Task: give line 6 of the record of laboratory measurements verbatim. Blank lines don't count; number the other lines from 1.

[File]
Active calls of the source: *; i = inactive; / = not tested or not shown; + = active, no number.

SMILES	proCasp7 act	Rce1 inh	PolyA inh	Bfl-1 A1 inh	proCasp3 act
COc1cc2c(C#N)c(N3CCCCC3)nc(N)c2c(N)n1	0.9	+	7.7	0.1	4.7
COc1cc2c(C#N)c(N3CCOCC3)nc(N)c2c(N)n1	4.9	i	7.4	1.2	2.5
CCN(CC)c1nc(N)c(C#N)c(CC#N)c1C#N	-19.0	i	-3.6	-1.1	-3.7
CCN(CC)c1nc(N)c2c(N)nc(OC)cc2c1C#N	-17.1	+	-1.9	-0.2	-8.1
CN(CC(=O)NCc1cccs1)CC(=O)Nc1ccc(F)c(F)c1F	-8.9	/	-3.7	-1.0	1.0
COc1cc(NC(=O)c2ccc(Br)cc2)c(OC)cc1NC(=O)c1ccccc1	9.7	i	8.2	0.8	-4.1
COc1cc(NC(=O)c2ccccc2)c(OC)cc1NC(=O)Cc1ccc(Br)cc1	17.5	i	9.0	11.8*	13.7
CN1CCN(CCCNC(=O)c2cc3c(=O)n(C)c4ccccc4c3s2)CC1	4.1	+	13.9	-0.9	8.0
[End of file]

CCN(CC)c1nc(N)c2c(N)nc(OC)cc2c1C#N	-17.1	+	-1.9	-0.2	-8.1